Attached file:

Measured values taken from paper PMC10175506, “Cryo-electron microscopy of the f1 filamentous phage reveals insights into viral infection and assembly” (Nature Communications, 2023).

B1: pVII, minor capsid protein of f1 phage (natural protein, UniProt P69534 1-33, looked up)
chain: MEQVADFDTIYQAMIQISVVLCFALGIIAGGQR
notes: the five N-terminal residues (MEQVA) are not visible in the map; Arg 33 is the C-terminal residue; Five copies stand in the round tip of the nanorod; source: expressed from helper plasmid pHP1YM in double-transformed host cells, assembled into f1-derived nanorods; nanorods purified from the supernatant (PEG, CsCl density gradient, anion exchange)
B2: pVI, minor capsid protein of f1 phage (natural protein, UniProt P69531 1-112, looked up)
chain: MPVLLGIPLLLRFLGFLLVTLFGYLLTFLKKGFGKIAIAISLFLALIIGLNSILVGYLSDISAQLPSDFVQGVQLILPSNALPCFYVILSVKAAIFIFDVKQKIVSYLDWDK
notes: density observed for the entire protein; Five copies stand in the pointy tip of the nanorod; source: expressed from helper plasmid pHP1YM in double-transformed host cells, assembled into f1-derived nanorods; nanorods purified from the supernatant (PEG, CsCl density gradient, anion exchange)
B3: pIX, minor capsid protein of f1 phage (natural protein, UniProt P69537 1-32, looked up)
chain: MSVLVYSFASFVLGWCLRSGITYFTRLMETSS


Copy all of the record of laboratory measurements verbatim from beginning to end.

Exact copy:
Measured values taken from paper PMC10175506, “Cryo-electron microscopy of the f1 filamentous phage reveals insights into viral infection and assembly” (Nature Communications, 2023).

B1: pVII, minor capsid protein of f1 phage (natural protein, UniProt P69534 1-33, looked up)
chain: MEQVADFDTIYQAMIQISVVLCFALGIIAGGQR
notes: the five N-terminal residues (MEQVA) are not visible in the map; Arg 33 is the C-terminal residue; Five copies stand in the round tip of the nanorod; source: expressed from helper plasmid pHP1YM in double-transformed host cells, assembled into f1-derived nanorods; nanorods purified from the supernatant (PEG, CsCl density gradient, anion exchange)
B2: pVI, minor capsid protein of f1 phage (natural protein, UniProt P69531 1-112, looked up)
chain: MPVLLGIPLLLRFLGFLLVTLFGYLLTFLKKGFGKIAIAISLFLALIIGLNSILVGYLSDISAQLPSDFVQGVQLILPSNALPCFYVILSVKAAIFIFDVKQKIVSYLDWDK
notes: density observed for the entire protein; Five copies stand in the pointy tip of the nanorod; source: expressed from helper plasmid pHP1YM in double-transformed host cells, assembled into f1-derived nanorods; nanorods purified from the supernatant (PEG, CsCl density gradient, anion exchange)
B3: pIX, minor capsid protein of f1 phage (natural protein, UniProt P69537 1-32, looked up)
chain: MSVLVYSFASFVLGWCLRSGITYFTRLMETSS